My neighbors across the street are my nemeses. They don’t know it, and, in fact, they barely know me. We have lived in our house for a year and a half, and in that time I have said “Hi” with a half-wave about three times. But I have spent countless minutes staring at their house with envy and a tinge of hatred.
They have black shutters; I want black shutters. Their plants and lawn are perfectly manicured; my husband is boycotting mowing because “It’s fall.” They have a porch swing; my porch has cobwebs. They have beautiful ferns hanging over their porch; I killed the hanging plants I bought last summer within a week and now the baren, dirt-filled pots are sitting on my deck, as a reminder of my inadequacy.
Last year, the neighbors across the street put pretty pumpkins on their steps and wrapped corn husks around the pillars of their porch to usher in the autumn equinox. I purchased some malformed squash and attempted to prop them up on my porch steps, but our steps are narrower and my husband couldn’t take his bike down the steps without knocking them off. So I moved them to the porch and you couldn’t really see them from the street after that. I let them sit there for way longer than they should have. Into December, I think.
I sometimes wonder what the neighbors think of us, with our overgrown front yard and our lack of shutters and ferns. I am curious what they think I do, since I am constantly leaving with desserts in hand and returning with massive amounts of shopping bags. (I have a bit of a shopping problem, but that’s a story for another day.) Do they even speculate as much about me as I do about them? Do they watch me from their upstairs windows like I do them?
Sometimes I think about bringing the neighbors across the street dessert, as a peace offering to end this potentially one-sided contest that I am clearly losing. But I like having something that they don’t.
- 2¼ cups (270 grams) all purpose flour
- 1½ teaspoons ground cinnamon
- ¼ teaspoon salt
- 1 cup (227 grams) unsalted butter, room temperature
- ½ cup (105 grams) light brown sugar
- 1 large egg
- 1½ teaspoons pure vanilla extract
- ½ cup (96 grams) vegetable shortening
- ½ teaspoon vanilla extract
- 2 cups (225 grams) sifted confectioners' sugar, plus ¼ cup for dusting (optional)
- 4 tablespoons (60 grams) apple butter (see note)
- Preheat oven to 350°F and line two cookie sheets with parchment paper or silicon mats.
- In a medium-sized mixing bowl, whisk together flour, cinnamon, and salt. In the bowl of a stand mixer fitted with a paddle attachment, beat together butter and brown sugar until fluffy, about 3 minutes. Add egg and vanilla and beat until incorporated. Slowly add flour mixture and beat until combined. Remove bowl from mixer and scrape down the sides and bottom of the bowl with a rubber spatula and mix a few times by hand to ensure the butter and flour are evenly distributed.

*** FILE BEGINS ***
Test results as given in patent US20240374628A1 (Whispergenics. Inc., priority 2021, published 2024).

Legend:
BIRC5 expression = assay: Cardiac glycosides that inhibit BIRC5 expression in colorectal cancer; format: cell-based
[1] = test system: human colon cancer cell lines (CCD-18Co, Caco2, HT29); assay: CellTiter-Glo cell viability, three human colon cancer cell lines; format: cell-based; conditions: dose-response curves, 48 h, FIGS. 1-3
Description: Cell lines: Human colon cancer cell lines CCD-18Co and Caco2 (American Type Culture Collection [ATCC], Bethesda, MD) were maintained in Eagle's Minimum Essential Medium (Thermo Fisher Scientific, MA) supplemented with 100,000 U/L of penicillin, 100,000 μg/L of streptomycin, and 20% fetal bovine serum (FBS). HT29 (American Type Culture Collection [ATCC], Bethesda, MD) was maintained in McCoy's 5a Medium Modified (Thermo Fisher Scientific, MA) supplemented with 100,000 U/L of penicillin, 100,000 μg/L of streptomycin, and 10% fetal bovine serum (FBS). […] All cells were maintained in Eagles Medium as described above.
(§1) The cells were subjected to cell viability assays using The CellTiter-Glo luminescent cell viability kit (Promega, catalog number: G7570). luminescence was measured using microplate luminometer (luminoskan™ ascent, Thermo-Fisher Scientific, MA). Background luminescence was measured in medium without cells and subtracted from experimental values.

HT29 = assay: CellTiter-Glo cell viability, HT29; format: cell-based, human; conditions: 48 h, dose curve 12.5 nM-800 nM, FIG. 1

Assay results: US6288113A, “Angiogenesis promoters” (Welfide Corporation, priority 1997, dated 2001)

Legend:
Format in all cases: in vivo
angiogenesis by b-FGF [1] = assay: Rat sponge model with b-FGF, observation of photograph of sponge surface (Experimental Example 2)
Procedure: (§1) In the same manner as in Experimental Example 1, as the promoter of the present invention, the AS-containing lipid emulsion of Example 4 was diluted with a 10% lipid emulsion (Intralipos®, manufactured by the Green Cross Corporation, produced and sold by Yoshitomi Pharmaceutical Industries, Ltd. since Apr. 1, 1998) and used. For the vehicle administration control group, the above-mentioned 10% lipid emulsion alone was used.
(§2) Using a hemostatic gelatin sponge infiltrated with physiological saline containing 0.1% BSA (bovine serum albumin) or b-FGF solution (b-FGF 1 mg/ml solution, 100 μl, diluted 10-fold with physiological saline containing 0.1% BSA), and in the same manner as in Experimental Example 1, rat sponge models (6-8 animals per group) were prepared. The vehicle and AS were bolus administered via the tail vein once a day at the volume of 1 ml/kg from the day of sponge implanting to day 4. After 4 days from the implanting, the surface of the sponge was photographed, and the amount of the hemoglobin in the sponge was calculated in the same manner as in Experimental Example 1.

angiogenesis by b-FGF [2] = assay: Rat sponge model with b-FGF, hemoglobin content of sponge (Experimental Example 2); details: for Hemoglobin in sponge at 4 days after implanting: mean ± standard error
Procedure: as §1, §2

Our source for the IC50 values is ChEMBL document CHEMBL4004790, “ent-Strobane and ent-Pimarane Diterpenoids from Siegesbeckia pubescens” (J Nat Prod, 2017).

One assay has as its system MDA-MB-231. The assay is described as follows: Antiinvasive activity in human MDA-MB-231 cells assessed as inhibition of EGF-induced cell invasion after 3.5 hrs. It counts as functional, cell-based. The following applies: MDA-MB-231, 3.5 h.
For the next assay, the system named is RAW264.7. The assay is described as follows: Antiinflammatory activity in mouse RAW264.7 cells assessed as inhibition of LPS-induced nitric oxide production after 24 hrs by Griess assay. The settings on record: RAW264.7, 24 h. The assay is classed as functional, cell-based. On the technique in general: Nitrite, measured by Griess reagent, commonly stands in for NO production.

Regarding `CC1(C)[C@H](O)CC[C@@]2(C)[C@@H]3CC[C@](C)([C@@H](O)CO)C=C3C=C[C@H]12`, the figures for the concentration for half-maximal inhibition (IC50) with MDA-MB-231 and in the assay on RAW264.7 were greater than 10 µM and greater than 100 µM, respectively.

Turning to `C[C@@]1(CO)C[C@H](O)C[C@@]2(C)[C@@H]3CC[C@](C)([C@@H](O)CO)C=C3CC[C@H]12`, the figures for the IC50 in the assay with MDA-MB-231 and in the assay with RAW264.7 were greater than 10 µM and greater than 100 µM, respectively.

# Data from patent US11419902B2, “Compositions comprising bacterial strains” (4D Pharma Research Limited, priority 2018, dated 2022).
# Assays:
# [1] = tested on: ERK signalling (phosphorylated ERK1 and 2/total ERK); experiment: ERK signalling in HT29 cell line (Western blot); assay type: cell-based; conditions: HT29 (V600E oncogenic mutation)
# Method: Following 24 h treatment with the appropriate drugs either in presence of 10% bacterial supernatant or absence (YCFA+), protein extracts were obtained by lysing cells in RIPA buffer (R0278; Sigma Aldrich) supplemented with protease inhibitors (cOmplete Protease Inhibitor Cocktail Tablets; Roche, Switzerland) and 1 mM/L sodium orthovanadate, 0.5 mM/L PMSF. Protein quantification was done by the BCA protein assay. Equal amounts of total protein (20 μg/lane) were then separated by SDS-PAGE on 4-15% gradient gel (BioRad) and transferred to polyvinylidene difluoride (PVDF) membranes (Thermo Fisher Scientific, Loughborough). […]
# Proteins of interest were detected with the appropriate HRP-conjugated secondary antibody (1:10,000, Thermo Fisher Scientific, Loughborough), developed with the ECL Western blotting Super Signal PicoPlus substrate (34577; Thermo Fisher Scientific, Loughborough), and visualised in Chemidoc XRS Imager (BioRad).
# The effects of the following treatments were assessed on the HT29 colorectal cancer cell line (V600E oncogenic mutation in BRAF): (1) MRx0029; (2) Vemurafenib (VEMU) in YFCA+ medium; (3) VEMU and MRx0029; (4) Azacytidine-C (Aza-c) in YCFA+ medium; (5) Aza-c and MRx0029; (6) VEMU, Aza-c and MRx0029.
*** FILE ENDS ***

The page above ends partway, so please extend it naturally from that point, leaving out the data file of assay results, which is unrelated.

- Load cookie dough into a piping bag fitted with a star tip. Pipe dough into rosettes onto lined baking sheets by starting in the center and swirling outward in a circle, overlapping slightly.
- Bake cookies for 12-14 minutes, until just slightly brown at the edges, rotating once halfway through baking. Cool on the pan on a wire rack for 5 minutes, then remove to wire racks to cool completely.
- In the clean bowl of a stand mixer fitting with a clean paddle attachment, beat shortening and vanilla extract until fluffy. Slowly add 2 cups confectioners' sugar, a little at a time. Once all the sugar is added, the frosting with be extremely stiff, even clumpy. Add apple butter, one tablespoon at a time, beating thoroughly after each addition and scraping down the bowl as needed. When all apple butter is added, beat for another minute to lighten things up.
- Pipe or spread apple butter frosting onto the flat side of one cooled cookie, leaving a small border uncovered. Top with a similarly sized cookie and gently press them together, squeezing the frosting out to the edges. Repeat with remaining cookies. If desired, dust tops of cookies with remaining confectioners' sugar.
- Use storebought apple butter or make your own, like I did, using this easy recipe from My Baking Addiction.